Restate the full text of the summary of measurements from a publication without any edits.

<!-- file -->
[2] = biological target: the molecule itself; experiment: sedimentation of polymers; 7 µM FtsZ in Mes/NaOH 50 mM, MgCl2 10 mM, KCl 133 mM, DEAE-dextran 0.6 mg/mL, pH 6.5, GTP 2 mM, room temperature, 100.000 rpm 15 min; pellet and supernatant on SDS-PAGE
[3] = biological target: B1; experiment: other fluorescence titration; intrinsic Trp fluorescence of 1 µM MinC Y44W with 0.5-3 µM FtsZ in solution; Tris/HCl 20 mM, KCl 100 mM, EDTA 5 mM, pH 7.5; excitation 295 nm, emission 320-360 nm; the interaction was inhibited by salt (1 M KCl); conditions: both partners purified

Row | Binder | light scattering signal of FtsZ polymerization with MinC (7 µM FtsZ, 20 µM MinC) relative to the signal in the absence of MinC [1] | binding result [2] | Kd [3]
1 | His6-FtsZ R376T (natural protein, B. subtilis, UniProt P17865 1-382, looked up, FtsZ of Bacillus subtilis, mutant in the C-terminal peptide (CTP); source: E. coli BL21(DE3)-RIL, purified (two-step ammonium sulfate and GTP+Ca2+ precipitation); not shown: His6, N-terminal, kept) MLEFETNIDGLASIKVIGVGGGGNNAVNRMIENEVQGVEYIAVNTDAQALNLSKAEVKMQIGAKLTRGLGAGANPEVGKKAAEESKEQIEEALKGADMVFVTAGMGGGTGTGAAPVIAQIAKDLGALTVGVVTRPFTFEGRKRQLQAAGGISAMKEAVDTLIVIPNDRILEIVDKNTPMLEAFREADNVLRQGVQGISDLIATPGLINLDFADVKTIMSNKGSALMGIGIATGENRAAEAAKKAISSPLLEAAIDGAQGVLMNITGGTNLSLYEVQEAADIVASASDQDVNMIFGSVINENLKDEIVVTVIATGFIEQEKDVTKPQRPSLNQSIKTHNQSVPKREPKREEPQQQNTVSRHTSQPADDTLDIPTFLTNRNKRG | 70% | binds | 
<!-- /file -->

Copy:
[2] = biological target: the molecule itself; experiment: sedimentation of polymers; 7 µM FtsZ in Mes/NaOH 50 mM, MgCl2 10 mM, KCl 133 mM, DEAE-dextran 0.6 mg/mL, pH 6.5, GTP 2 mM, room temperature, 100.000 rpm 15 min; pellet and supernatant on SDS-PAGE
[3] = biological target: B1; experiment: other fluorescence titration; intrinsic Trp fluorescence of 1 µM MinC Y44W with 0.5-3 µM FtsZ in solution; Tris/HCl 20 mM, KCl 100 mM, EDTA 5 mM, pH 7.5; excitation 295 nm, emission 320-360 nm; the interaction was inhibited by salt (1 M KCl); conditions: both partners purified

Row | Binder | light scattering signal of FtsZ polymerization with MinC (7 µM FtsZ, 20 µM MinC) relative to the signal in the absence of MinC [1] | binding result [2] | Kd [3]
1 | His6-FtsZ R376T (natural protein, B. subtilis, UniProt P17865 1-382, looked up, FtsZ of Bacillus subtilis, mutant in the C-terminal peptide (CTP); source: E. coli BL21(DE3)-RIL, purified (two-step ammonium sulfate and GTP+Ca2+ precipitation); not shown: His6, N-terminal, kept) MLEFETNIDGLASIKVIGVGGGGNNAVNRMIENEVQGVEYIAVNTDAQALNLSKAEVKMQIGAKLTRGLGAGANPEVGKKAAEESKEQIEEALKGADMVFVTAGMGGGTGTGAAPVIAQIAKDLGALTVGVVTRPFTFEGRKRQLQAAGGISAMKEAVDTLIVIPNDRILEIVDKNTPMLEAFREADNVLRQGVQGISDLIATPGLINLDFADVKTIMSNKGSALMGIGIATGENRAAEAAKKAISSPLLEAAIDGAQGVLMNITGGTNLSLYEVQEAADIVASASDQDVNMIFGSVINENLKDEIVVTVIATGFIEQEKDVTKPQRPSLNQSIKTHNQSVPKREPKREEPQQQNTVSRHTSQPADDTLDIPTFLTNRNKRG | 70% | binds | 